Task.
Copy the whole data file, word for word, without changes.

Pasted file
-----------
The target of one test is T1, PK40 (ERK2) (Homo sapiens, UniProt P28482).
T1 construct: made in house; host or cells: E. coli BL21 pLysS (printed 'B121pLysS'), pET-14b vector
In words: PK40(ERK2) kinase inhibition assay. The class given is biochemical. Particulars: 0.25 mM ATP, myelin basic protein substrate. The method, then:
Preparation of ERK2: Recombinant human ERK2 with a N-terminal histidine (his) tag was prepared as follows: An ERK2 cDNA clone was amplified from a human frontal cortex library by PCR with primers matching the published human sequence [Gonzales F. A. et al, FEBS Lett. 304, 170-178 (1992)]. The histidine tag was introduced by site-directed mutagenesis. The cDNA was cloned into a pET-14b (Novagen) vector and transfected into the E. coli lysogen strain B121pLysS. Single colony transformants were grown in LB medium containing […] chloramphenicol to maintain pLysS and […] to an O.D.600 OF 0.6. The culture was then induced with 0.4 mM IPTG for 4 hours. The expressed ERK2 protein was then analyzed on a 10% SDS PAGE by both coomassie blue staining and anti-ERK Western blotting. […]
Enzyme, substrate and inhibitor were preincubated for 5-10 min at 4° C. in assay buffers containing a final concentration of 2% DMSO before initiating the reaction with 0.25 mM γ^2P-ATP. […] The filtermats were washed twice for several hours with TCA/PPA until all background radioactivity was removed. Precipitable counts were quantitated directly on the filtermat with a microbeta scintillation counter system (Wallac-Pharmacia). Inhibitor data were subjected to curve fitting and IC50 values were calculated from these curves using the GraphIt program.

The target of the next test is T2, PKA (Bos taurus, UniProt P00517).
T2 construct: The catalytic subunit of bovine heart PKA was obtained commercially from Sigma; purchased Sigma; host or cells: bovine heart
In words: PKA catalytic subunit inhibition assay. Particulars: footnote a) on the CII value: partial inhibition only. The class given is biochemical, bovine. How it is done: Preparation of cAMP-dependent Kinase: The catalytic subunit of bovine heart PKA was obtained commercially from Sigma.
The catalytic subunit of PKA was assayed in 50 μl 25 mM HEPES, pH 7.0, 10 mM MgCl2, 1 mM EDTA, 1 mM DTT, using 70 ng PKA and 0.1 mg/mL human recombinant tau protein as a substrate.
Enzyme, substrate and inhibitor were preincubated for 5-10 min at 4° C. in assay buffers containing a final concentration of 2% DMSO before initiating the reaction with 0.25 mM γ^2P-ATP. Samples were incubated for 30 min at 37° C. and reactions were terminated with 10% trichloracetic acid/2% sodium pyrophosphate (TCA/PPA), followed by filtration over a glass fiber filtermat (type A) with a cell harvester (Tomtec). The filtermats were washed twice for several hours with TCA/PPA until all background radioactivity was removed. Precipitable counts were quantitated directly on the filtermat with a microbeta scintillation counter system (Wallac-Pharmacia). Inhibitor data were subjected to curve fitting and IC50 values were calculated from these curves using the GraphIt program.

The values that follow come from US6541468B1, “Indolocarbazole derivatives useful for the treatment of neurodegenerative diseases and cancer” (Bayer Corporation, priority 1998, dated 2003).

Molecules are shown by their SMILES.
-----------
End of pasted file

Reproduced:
The target of one test is T1, PK40 (ERK2) (Homo sapiens, UniProt P28482).
T1 construct: made in house; host or cells: E. coli BL21 pLysS (printed 'B121pLysS'), pET-14b vector
In words: PK40(ERK2) kinase inhibition assay. The class given is biochemical. Particulars: 0.25 mM ATP, myelin basic protein substrate. The method, then:
Preparation of ERK2: Recombinant human ERK2 with a N-terminal histidine (his) tag was prepared as follows: An ERK2 cDNA clone was amplified from a human frontal cortex library by PCR with primers matching the published human sequence [Gonzales F. A. et al, FEBS Lett. 304, 170-178 (1992)]. The histidine tag was introduced by site-directed mutagenesis. The cDNA was cloned into a pET-14b (Novagen) vector and transfected into the E. coli lysogen strain B121pLysS. Single colony transformants were grown in LB medium containing […] chloramphenicol to maintain pLysS and […] to an O.D.600 OF 0.6. The culture was then induced with 0.4 mM IPTG for 4 hours. The expressed ERK2 protein was then analyzed on a 10% SDS PAGE by both coomassie blue staining and anti-ERK Western blotting. […]
Enzyme, substrate and inhibitor were preincubated for 5-10 min at 4° C. in assay buffers containing a final concentration of 2% DMSO before initiating the reaction with 0.25 mM γ^2P-ATP. […] The filtermats were washed twice for several hours with TCA/PPA until all background radioactivity was removed. Precipitable counts were quantitated directly on the filtermat with a microbeta scintillation counter system (Wallac-Pharmacia). Inhibitor data were subjected to curve fitting and IC50 values were calculated from these curves using the GraphIt program.

The target of the next test is T2, PKA (Bos taurus, UniProt P00517).
T2 construct: The catalytic subunit of bovine heart PKA was obtained commercially from Sigma; purchased Sigma; host or cells: bovine heart
In words: PKA catalytic subunit inhibition assay. Particulars: footnote a) on the CII value: partial inhibition only. The class given is biochemical, bovine. How it is done: Preparation of cAMP-dependent Kinase: The catalytic subunit of bovine heart PKA was obtained commercially from Sigma.
The catalytic subunit of PKA was assayed in 50 μl 25 mM HEPES, pH 7.0, 10 mM MgCl2, 1 mM EDTA, 1 mM DTT, using 70 ng PKA and 0.1 mg/mL human recombinant tau protein as a substrate.
Enzyme, substrate and inhibitor were preincubated for 5-10 min at 4° C. in assay buffers containing a final concentration of 2% DMSO before initiating the reaction with 0.25 mM γ^2P-ATP. Samples were incubated for 30 min at 37° C. and reactions were terminated with 10% trichloracetic acid/2% sodium pyrophosphate (TCA/PPA), followed by filtration over a glass fiber filtermat (type A) with a cell harvester (Tomtec). The filtermats were washed twice for several hours with TCA/PPA until all background radioactivity was removed. Precipitable counts were quantitated directly on the filtermat with a microbeta scintillation counter system (Wallac-Pharmacia). Inhibitor data were subjected to curve fitting and IC50 values were calculated from these curves using the GraphIt program.

The values that follow come from US6541468B1, “Indolocarbazole derivatives useful for the treatment of neurodegenerative diseases and cancer” (Bayer Corporation, priority 1998, dated 2003).

Molecules are shown by their SMILES.